I would highly recommend a graduate school program for anyone interested in writing as a career. Joining SCBWI is a great way to get started. And I think participating in a critique group can be a great way to inform your writing.

Cynsational Notes

In a starred review, Publishers Weekly said, “Ingenuity, keen observational skills, and compassion grant this feisty protagonist growing insight into the complex choices faced by those she loves, as well as her own character and calling.”

Read an excerpt of Saint Training (PDF).

New Voice: Blythe Woolston on The Freak Observer

Blythe Woolston is the first-time author of The Freak Observer (Carolrhoda Lab, 2010). From the promotional copy:

For eight years, Loa Lindgren’s world ran like one of those mechanical models of the solar system, with her baby sister, Asta, as the sun. Asta suffered from a genetic disorder that left her a permanent infant, and caring for her was Loa’s life.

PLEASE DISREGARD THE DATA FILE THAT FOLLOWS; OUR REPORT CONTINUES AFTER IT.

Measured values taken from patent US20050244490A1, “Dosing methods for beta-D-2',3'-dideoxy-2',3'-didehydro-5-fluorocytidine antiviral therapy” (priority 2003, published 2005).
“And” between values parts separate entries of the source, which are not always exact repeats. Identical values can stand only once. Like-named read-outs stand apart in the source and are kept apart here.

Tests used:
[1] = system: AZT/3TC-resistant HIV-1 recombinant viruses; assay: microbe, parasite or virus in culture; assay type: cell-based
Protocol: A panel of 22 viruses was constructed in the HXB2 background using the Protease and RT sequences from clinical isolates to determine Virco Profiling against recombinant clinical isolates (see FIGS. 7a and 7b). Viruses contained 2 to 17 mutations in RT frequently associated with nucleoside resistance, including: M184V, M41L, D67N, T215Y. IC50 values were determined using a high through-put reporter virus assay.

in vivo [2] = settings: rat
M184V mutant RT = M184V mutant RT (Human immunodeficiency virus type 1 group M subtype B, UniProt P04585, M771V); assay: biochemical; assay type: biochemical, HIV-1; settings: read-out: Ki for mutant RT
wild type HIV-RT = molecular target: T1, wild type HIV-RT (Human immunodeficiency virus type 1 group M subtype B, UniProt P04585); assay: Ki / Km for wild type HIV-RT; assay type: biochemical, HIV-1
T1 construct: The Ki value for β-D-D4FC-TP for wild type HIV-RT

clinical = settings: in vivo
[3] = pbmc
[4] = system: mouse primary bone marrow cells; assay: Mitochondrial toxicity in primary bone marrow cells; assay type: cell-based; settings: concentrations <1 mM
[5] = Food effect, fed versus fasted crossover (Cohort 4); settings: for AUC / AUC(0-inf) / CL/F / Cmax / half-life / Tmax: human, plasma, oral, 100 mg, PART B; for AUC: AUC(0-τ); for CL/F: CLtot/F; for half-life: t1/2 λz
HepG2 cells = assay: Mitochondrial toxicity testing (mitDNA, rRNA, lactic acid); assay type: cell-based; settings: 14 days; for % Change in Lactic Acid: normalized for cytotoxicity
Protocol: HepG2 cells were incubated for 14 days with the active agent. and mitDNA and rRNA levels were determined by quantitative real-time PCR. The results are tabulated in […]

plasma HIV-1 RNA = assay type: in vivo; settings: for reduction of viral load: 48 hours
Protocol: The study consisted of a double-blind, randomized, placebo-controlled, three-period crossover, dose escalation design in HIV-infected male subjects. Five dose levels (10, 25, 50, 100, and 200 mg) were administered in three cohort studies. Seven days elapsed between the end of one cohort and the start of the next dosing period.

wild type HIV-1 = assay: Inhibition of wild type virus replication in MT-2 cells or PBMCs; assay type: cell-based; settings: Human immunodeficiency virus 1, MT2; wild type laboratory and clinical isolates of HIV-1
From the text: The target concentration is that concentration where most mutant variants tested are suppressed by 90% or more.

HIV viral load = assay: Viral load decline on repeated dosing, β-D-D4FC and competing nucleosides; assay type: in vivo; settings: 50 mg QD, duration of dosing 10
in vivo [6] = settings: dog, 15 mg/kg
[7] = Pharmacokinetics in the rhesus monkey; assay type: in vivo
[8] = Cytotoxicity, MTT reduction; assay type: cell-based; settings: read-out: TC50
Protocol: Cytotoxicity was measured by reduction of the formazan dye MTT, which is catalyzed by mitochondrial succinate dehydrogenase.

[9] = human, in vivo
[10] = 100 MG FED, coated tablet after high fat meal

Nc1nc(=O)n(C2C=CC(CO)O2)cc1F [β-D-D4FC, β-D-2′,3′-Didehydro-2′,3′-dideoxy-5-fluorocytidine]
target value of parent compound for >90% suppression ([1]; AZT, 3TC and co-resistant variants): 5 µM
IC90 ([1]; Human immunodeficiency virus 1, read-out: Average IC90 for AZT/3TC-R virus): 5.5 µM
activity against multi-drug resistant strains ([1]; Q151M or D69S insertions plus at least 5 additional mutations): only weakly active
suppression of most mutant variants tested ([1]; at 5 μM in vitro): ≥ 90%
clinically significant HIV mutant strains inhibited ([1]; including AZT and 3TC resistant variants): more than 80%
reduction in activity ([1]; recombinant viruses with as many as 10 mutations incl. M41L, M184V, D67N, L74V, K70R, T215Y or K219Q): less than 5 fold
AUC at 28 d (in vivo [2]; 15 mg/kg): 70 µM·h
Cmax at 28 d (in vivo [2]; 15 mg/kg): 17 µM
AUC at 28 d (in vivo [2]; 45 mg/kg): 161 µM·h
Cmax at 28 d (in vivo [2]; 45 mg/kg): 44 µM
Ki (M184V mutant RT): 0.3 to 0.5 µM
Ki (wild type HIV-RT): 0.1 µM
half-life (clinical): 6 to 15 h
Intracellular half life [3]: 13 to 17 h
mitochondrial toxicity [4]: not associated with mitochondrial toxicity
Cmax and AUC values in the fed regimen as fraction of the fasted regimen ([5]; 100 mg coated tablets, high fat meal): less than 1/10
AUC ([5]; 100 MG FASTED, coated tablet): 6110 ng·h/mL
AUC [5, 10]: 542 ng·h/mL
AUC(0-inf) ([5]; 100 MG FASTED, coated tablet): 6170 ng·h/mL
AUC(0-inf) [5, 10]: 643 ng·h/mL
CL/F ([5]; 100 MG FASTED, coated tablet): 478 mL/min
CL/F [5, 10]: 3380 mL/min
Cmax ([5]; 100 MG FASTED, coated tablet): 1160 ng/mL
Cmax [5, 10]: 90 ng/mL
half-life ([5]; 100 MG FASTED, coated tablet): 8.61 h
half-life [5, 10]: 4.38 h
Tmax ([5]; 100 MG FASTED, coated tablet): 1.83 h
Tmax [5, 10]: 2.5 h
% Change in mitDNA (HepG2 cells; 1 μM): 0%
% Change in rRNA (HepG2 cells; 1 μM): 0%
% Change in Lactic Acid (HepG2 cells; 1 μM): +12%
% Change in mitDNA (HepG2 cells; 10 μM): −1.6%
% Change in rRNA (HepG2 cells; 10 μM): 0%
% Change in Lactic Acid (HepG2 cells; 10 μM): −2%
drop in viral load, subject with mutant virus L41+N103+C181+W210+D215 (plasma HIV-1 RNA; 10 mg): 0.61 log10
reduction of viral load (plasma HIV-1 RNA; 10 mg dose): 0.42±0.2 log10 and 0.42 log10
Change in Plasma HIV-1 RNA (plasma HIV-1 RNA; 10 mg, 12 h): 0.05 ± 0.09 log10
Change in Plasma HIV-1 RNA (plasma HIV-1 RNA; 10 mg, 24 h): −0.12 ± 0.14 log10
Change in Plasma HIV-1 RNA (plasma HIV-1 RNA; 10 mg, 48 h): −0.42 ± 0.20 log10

Everything spun neatly and regularly as the whole family orbited around Asta. But now Asta’s dead, and 16-year-old Loa’s clockwork galaxy has collapsed.

As Loa spins off on her own, her mind ambushes her with vivid nightmares and sadistic flashbacks—a textbook case of PTSD. But there are no textbook fixes for Loa’s short-circuiting brain. She must find her own way to pry her world from the clutches of death.

The Freak Observer is a startling debut about death, life, astrophysics, and finding beauty in chaos.

Are you a plotter or a plunger? Do you outline first, write to explore first, or engage in some combination of the two? Then where do you go from there? What about this approach appeals to you? What advice do you have for beginning writers struggling with plot?

I’m a plunger. I write in modules that arrive in no particular order–it’s like getting a jigsaw puzzle one bit at a time. The corners and edge pieces may not arrive until the very end.